Snuff spoon

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Silver snuff spoon (Germany, early 18th century). It is just 4.8 centimeter long.

A snuff spoon is a tiny spoon used for nasal insufflation of powdered substances. In the ancient time the spoons were used to ingest psychotropic substances,[1] in the 18th century − tobacco,[2] in the 20th century − cocaine (the spoon is thus also known as a cocaine spoon or coke spoon). Some local statutes in the US treat this spoon as drug paraphernalia, defining it as a spoon that is too small and thus "unsuited for the typical, lawful uses of a spoon".[3]

These spoons are so small that they are frequently mistaken for the toy ones. The designs of the snuff spoons closely followed that of the larger ones, and thus can be used to date the étuis containing them[4]


A Zulu snuff spoon/comb (ivory, 19th century)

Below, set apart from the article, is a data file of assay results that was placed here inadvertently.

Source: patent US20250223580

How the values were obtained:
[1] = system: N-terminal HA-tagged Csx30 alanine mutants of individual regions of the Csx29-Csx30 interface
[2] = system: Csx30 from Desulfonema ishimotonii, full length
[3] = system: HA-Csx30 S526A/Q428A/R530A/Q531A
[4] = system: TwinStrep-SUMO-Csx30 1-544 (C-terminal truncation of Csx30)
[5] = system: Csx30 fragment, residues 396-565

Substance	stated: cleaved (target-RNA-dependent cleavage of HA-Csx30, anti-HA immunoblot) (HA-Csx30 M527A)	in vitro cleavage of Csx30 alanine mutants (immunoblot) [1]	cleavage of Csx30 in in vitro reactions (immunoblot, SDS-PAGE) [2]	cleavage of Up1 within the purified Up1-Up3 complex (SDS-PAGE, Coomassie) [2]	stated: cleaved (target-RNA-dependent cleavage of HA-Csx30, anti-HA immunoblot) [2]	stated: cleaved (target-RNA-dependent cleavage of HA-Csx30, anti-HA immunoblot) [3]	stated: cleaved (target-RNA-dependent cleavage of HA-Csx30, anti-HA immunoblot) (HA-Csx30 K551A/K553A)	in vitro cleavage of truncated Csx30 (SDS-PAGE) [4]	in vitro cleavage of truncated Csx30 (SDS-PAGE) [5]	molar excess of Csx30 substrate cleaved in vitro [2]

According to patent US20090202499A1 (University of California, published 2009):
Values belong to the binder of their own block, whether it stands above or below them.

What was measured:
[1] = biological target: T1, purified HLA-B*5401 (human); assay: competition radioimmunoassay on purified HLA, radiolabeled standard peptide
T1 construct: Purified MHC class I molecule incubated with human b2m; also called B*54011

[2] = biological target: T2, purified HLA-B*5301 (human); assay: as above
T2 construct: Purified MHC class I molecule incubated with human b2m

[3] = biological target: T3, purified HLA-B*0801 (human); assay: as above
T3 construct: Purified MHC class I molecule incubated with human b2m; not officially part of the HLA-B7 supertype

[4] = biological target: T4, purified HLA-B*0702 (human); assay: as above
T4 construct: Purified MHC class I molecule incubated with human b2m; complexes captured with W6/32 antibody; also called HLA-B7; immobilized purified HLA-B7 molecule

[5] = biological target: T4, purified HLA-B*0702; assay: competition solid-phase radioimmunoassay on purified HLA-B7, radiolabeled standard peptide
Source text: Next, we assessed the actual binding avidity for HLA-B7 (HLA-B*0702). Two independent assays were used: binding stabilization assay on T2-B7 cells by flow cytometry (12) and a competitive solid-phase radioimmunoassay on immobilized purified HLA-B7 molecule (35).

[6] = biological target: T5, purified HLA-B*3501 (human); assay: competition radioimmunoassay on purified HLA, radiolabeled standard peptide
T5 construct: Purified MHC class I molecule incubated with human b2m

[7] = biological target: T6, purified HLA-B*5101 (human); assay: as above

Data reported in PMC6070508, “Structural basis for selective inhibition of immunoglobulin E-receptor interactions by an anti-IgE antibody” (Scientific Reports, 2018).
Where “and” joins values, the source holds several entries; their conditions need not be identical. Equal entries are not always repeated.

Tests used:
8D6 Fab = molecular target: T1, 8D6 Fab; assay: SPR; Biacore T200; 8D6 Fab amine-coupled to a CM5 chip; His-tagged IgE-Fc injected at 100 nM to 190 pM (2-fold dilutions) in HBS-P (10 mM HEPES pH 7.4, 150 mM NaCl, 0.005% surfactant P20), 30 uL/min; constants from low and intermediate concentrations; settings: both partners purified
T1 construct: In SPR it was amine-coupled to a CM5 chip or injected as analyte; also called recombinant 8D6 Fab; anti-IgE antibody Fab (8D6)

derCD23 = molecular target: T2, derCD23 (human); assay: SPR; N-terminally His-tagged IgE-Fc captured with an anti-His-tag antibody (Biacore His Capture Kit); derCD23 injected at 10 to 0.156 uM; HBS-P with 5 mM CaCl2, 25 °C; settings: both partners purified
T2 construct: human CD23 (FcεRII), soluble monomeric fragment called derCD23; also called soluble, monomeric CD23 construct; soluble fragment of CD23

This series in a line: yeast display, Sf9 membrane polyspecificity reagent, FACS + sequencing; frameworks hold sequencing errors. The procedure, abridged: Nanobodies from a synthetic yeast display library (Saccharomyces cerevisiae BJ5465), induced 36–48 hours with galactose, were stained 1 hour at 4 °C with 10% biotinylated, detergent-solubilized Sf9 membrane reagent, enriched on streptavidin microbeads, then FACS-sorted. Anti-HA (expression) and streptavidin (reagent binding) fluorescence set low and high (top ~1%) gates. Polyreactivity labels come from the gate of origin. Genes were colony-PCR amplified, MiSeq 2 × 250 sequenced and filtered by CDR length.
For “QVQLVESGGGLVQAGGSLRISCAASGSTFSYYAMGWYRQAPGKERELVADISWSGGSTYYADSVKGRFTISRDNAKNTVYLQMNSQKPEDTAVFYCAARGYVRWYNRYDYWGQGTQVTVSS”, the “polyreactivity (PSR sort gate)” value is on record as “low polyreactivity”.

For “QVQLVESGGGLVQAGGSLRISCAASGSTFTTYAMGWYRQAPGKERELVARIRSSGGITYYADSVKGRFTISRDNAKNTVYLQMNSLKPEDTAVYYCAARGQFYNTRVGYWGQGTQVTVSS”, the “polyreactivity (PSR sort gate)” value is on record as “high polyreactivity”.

Snuff spoons have a very long history. Archeologists found them, for example, at Chavín de Huántar site in Peru (presumably used for consumption of psychoactive preparations of Anadenanthera colubrina more than 2000 years ago),[5] as well as in South Africa, where a combination of a tiny comb and a little spoon had made some researchers to assume that the spoon was used as an earpick or head-scratcher.[6]

In England, powdered snuff appeared at the end of the 17th century, and quickly became popular along with the devices for its consumption.[7] The combination of a little vial and a snuff spoon that acted like a stopper was a precursor of the snuff-box. By the end of the 19th century the snuff spoons went completely out of use.[2]

Chinese snuff bottle stopper with a spoon

In the US, McDonald's provides straight swizzle sticks to stir the coffee, while in the rest of the world a small plastic stirring spoon is used. According to Graybosch, this is due to the 1960s rumor that the spoons can be used to snort cocaine.[8]


  1. ^ Childress 2012, The Lost World of South America.
  2. ^ a b Hopkins 1897, p. 55.
  3. ^ "Code of ordinances village of Dundee, Michigan. Chapter 51". Village of Dundee.
  4. ^ Jackson 1911, p. 537.
  5. ^ Burger 2011, pp. 123, 131.
  6. ^ Wild 1939, p. 18.
  7. ^ Encyclopedia of Antiques and Collectibles 1983, p. 376.
  8. ^ Graybosch 2004, p. 96.